On Mon, 13 Nov 2000, Ralph Giles wrote:
> On Mon, 13 Nov 2000 16:26:28 +0200
> "B. Eversberg" <[log in to unmask]> wrote:
> > What S. Lundberg is describing:
> > >
> > > In my view, to describe such things one need to create a surrogate for the
> > > "real" thing (which usually doesn't exist on the web) and then express
> > > the relation between the object at hand and that "real" thing.
> As another example, we've been working on an online recording metadata
> format/database, which generally works this way, with unique catalog
> numbers for artists, collections and recordings. (we also need to keep
> track of separate digital encodings of the same recording.) In our case
> variant listings are handled through manual linkage and assume users
> will search with a listed spelling.
Sounds as you're staff has quite a task to do there... The result will
clearly be of high quality, though.
> We tried to make the format as compliant as possible with the DC metadata
> elements, but as you say, this is an unfinished issue. :)
> The current proposal is at http://musicbrainz.org/MM/ and a sample
> implementation (and database) is available at musicbrainz.org. We'd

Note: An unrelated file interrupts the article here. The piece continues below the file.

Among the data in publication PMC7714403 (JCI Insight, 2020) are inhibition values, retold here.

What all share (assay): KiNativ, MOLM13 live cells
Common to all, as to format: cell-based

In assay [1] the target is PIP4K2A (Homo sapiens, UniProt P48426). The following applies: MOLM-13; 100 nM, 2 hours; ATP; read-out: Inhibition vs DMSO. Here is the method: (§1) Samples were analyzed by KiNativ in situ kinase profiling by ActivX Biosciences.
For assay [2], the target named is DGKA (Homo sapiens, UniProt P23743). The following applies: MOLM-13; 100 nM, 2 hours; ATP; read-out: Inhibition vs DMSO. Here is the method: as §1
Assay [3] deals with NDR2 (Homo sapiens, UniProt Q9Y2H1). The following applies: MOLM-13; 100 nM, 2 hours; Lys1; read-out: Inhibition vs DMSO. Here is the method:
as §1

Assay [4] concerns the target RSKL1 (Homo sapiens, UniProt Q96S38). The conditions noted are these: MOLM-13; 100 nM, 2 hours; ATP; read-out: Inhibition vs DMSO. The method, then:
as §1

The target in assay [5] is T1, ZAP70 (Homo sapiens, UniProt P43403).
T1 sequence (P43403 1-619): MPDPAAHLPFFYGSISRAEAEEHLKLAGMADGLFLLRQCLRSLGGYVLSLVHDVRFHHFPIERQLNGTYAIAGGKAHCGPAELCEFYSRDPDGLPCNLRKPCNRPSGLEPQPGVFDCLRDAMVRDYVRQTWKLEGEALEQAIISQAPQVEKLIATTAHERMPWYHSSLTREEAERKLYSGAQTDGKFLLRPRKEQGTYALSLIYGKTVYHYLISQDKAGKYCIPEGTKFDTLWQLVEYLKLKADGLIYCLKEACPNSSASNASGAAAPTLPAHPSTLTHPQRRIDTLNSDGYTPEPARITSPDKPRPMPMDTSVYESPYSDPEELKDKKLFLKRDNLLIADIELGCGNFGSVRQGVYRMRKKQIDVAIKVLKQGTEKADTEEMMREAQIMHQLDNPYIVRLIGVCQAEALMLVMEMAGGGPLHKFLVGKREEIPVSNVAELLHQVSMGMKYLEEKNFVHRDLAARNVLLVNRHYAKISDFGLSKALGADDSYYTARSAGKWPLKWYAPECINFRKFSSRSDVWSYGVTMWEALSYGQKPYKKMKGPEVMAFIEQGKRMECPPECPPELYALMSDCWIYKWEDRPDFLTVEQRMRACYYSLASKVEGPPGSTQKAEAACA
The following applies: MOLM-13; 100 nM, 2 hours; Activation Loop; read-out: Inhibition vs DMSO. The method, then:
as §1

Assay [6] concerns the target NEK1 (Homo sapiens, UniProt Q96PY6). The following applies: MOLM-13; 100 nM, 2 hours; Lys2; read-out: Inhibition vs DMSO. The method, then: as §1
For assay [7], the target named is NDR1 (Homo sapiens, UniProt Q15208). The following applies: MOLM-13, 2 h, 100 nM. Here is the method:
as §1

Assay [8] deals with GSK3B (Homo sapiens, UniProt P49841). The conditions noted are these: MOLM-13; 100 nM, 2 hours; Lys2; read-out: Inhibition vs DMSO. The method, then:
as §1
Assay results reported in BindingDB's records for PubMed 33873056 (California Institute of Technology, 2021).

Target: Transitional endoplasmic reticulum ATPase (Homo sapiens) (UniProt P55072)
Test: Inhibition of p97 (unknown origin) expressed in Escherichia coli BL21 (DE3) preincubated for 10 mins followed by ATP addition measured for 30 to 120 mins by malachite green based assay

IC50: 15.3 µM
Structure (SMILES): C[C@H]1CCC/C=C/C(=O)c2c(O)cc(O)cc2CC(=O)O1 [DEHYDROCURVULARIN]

> welcome any comments on the design.
Are you searching these items as RDF triples?
> [As background, the point of the site is to develop a community-
> edited metadata collection of digital recordings. Primary access
> will be through automated retrieval based on keys generated from
> the recording itself, e.g. a cd player might download and display
> artist and track information for whatever disc it's playing. We
> also hope it will develop into a standard citation system for artists
> and their work.]
> As far as RDF encodinggoes , I had proposed a form based on linked groups
> of nodes similar to Sigfrid's example. I was quite taken by the
> knowledge-representation model for RDF presented in the w3c documentation,
> and thought this better reflected the nature of the database design. The
> musicbrainz author felt that couldn't be parsed efficiently and preferred
> a strict heirarchical structure as you can see in the examples.
Nevertheless, your design raises again the criticism raised repeatedly
during the DC-8 against the dc-usage committee's verdict against allowing
URI as an encoding scheme for most elements. The same holds for the strict
hierarchical structure. which was raised several times as functional
requirement on the workshop in Ottawa.
Later today I'll have to sit down and count the number of new issues :)
Please, if you have some 10 minutes left, please review the its current